To reach their winter homes in Madagascar from their breeding grounds in the Canary Islands - and vice versa - Eleonora's falcons don’t take the shortest route, instead they zigzag across the width of Africa. This is what researchers from Spain's Doñana Biological Station (EBD-CSIC) and the University of Amsterdam discovered in a new study, published on 13 July in the open access journal 'Movement Ecology'. The researchers combined data from GPS trackers with global weather models and satellite imagery to discover how Africa’s seasonal wind fields and diverse landscapes shape this remarkable migration.
In a direct flight - along the shortest possible route - between the Canary Islands and Madagascar, the falcons would have to cover some 8,000 km. In the new study, the researchers show that the falcons fly much longer routes, averaging more than 9,000 km in the autumn and more than 11,000 km in the spring. In addition, they spend six days more on stopovers in the spring than in the autumn. ‘It is striking that the number of flight hours travelled in spring and autumn are the same, even though the spring routes are considerably longer. There was a simple explanation for this when we linked it to wind data: the birds benefit from a stronger tailwind in the spring,' says lead author Wouter Vansteelant, postdoc at the EBD-CSIC and visiting researcher at the UvA’s Institute for Biodiversity and Ecosystem Dynamics (IBED).
To see how much the zigzagging behaviour helped the falcons maximise tailwinds across different landscapes, Vansteelant and his colleagues compared the birds' tailwinds at various points along the route of their chosen migratory path with the tailwinds they could have received on the shortest possible route. Vansteelant: 'It turned out that the falcons zigzagged in both spring and autumn to get as much tailwind as possible – or as little headwind as possible – during the terrifying crossings of the Sahara Desert and the Indian Ocean. That's a common and well-known strategy among migratory birds.’ The researchers also saw that the falcons made direct eastward or westward flights over the Sahel-Sudan zone in both seasons, giving them less tailwind than they could have found on a shorter route. However, the wind is relatively weak in this region, and these east or west detours allowed the falcons to drastically reduce the flight distance over the tropical rainforest of the Congo Basin in the autumn and over the Sahara in the spring.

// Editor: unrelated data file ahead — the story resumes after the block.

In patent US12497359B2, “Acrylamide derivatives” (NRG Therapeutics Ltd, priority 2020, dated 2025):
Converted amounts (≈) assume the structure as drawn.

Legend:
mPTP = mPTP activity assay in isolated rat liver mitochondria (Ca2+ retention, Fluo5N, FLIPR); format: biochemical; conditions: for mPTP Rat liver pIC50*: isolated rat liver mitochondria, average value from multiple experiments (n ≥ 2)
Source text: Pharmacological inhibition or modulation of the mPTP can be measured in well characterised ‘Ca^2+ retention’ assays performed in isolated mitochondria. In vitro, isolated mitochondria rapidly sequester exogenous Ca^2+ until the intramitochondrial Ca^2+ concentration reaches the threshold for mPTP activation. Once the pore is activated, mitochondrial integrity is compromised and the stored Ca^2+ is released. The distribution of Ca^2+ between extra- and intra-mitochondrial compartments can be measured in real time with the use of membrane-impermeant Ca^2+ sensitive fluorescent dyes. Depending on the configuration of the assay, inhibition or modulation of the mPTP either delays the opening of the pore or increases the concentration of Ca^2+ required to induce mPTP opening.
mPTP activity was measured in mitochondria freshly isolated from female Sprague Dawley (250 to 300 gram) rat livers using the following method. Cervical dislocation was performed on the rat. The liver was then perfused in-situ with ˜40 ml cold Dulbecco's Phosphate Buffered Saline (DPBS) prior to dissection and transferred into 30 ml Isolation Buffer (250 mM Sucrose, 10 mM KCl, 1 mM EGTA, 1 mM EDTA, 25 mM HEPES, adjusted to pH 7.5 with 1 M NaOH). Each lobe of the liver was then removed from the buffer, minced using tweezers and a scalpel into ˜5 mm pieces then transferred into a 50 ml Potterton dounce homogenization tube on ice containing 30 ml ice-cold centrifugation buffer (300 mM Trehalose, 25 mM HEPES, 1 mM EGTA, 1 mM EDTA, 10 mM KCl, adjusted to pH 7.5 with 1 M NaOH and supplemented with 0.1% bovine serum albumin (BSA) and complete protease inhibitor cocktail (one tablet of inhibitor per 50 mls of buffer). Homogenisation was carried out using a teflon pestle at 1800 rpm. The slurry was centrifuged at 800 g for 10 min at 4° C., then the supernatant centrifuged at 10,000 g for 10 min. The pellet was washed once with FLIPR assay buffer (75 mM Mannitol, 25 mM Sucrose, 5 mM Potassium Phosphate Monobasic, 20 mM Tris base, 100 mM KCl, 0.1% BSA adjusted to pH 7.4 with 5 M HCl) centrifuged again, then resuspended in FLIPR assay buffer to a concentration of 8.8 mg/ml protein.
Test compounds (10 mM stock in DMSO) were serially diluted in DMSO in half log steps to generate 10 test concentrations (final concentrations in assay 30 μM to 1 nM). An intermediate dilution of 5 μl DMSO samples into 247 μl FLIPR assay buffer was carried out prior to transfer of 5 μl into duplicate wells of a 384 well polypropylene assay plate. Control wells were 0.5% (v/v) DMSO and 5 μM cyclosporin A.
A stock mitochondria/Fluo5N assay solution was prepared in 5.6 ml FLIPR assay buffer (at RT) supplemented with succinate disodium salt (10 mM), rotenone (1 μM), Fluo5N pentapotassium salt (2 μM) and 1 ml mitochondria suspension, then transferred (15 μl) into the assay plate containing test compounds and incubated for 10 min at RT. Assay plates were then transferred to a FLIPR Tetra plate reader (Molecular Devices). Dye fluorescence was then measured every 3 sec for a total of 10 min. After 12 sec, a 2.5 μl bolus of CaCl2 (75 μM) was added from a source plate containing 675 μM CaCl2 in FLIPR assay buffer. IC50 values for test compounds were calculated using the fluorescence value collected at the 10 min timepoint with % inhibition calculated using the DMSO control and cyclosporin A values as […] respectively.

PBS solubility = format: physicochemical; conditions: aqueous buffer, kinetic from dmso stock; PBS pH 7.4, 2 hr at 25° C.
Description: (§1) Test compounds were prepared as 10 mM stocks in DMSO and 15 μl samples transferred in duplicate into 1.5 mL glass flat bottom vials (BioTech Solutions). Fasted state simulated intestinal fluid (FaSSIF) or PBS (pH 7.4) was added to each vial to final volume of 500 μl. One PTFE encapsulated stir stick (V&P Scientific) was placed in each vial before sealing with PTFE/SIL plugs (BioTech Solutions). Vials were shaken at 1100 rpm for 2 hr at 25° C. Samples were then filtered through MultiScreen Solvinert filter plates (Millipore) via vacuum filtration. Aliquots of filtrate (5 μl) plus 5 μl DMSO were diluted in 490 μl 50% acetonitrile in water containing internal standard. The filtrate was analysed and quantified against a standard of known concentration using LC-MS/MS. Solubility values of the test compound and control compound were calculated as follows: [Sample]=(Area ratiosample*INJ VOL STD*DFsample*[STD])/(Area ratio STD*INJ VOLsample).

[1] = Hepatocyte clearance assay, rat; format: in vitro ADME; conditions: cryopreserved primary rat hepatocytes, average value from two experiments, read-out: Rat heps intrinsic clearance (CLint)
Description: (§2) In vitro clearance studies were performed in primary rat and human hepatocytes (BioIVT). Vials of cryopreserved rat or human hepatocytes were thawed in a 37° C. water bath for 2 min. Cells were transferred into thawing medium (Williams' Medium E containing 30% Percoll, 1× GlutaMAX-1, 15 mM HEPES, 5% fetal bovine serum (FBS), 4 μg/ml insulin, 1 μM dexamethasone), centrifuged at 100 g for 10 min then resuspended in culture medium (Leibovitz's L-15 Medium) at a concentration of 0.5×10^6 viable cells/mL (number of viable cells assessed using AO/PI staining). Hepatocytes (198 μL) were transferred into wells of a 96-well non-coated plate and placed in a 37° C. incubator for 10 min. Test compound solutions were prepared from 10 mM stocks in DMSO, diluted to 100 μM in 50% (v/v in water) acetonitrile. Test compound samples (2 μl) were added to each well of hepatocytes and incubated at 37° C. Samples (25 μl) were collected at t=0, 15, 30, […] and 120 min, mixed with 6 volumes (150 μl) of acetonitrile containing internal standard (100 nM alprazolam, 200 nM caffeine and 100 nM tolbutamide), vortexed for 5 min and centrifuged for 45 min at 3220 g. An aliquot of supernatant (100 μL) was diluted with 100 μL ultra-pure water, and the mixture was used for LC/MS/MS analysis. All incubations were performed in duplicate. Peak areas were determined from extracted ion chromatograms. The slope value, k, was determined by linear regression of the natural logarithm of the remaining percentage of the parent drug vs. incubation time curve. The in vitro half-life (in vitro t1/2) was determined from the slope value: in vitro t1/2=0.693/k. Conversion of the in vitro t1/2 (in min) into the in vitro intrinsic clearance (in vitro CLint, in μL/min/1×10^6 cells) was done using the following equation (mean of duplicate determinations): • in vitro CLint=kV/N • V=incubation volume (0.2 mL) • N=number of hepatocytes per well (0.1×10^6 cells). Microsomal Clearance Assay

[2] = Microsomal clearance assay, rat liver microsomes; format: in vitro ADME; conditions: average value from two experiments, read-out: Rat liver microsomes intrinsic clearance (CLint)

'Birds migrate via detours more frequently than they fly direct routes,' explains Vansteelant. ‘It is likely that many more species of migratory birds respond to wind conditions in a similarly flexible way. When faced with strong headwinds, birds are better off drifting away from the shortest route until they can get back on track through weaker or more supportive wind fields. When the wind is weak or favourable, on the other hand, birds can also take detours for other reasons, such as to circumvent barriers or to visit quality feeding areas.'
The question remains as to how the falcons manage to find and navigate these complex routes. Vansteelant: 'We have now been able to follow a number of falcons for up to four consecutive years. Based on that data, we will be able to find out how consistent they are in their individual route choices and timing, and to what extent they improve their migratory performance through experience.’
Wouter Vansteelant, Laura Gangoso, Willem Bouten, Duarte S. Viana en Jordi Figuerola: ‘Adaptive drift and barrier-avoidance by a fly-forage migrant along a climate-driven flyway’, in: Movement Ecology (13 July 2021). DOI: 10.1186/s40462-021-00272-8